LAST WEEK, my cousin Marvin came to me, alarmed and looking for help. He's got a big shindig to attend and was horrified to discover that he could no longer fit into his favorite custom-tailored suit.
"This event is coming up in about 12 weeks! I can't believe this is happening to me. What exercises do I need to do to get rid of this quickly?" he asked, desperation in his voice.
My cousin always maintained a svelte appearance - until recently. Like many men and women his age (37), he's let work and family responsibilities shove exercise aside. He used to be a distance runner, a bit of an amateur athlete and a weight training buff, too.
Good cousin that I am, I invited him over to my place to access his situation and come up with a strategy that would not only help him to reach his immediate goals but get him on the road to an overall healthy lifestyle.
The first thing I had him do was to take off his shirt and look in a full-length mirror. Yup, he had "donelaps disease" - his belly definitely done lapped over his jeans.
Next, we did a body-fat assessment and a weigh-in.
It was a little worse than he thought. He was up 25 pounds from his usual weight of 175. Yikes!
I did some other quick calculations and determined that he was consuming 2,700 to 3,000 calories daily to maintain his current weight. He would have to create a calorie deficit and up his fitness game if he expected to get into that suit in 12 weeks.
He was shocked and surprised when I told him that we had to begin his journey at Target.
In my opinion, weight loss is 80 percent diet and 20 percent exercise. So, off we went to pick up some reusable portion-control containers, a lunch box, cookie sheets and parchment paper.
"Why do I need cookie sheets and parchment paper?" he asked. I explained that the parchment paper was to make cooking and clean-up a breeze, and the cookie sheets were necessary to prepare several meals simultaneously.
For example, he could prepare a tray of salmon, chicken breasts and talapia fillets at the same time - 10, 15 or 20 freezable portions in less than 25 minutes.
I also explained to him that while it does take a little planning, in the long run preparing his own meals would mean that he was eating better and saving money.
On a typical day, he would start with a breakfast sandwich, coffee and juice for around $7, spend about $10 for a small lunchtime pizza, then have dinner and a few drinks for another $35 or so. That's an average of $52 a day. Put another way, that's $364 a week or $18,928 a year.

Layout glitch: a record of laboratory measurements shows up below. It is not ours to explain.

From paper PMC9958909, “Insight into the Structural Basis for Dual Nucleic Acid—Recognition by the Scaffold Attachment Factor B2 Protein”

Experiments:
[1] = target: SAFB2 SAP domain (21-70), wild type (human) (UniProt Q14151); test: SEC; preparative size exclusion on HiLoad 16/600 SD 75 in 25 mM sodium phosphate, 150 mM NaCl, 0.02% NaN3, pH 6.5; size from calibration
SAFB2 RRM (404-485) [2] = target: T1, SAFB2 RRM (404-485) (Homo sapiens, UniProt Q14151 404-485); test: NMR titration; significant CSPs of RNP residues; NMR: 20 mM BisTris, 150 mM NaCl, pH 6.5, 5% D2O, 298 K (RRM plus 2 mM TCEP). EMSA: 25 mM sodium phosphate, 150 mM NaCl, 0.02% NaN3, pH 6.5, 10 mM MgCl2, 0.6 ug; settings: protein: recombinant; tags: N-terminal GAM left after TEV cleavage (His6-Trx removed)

We went to the supermarket and spent about $120 on enough food to last him a week - a savings of $244!
"See, I showed you how to save on your waistline and your wallet, too," I said. He was ecstatic!
We returned to my place and I showed him how to prepare everything. As we fixed the food, we discussed his neglected exercise habits.
I suggested that he up his running game to something comfortable for him - 30 to 45 minutes most days of the week - and do strength training a minimum of three days a week, plus some flexibility work two to three days a week.
Much to his amazement, he dropped five pounds in the first week.
Just like my cousin, you don't need access to a gym nor sophisticated equipment to get started. You don't even need a body-composition test to tell you you're carrying too much fat. In fact, I recommend the jump test.
Well, take off all of your clothes, stand in front of a full length mirror and jump up and down. If there is anything shaking that shouldn't be, then you know you are carrying too much body fat. The mirror is your friend and a great ally.
The scale is also your friend, despite what you've heard. I recommend daily weigh-ins. A little weekend indulgence can set you back 2 to 5 pounds easily. This way, you won't let the pounds do a slow creep back on.
In addition to weighing in daily, I recommend daily exercise, portion-controlled meals and food journaling. While none of these methods are high-tech, put them all together and they are your best inexpensive weight-loss tools.
Now all you have to do is do it!
Kimberly Garrison is a certified personal trainer and owner of One on One Ultimate Fitness in Philadelphia (www.1on1ultimatefitness.com). E-mail her at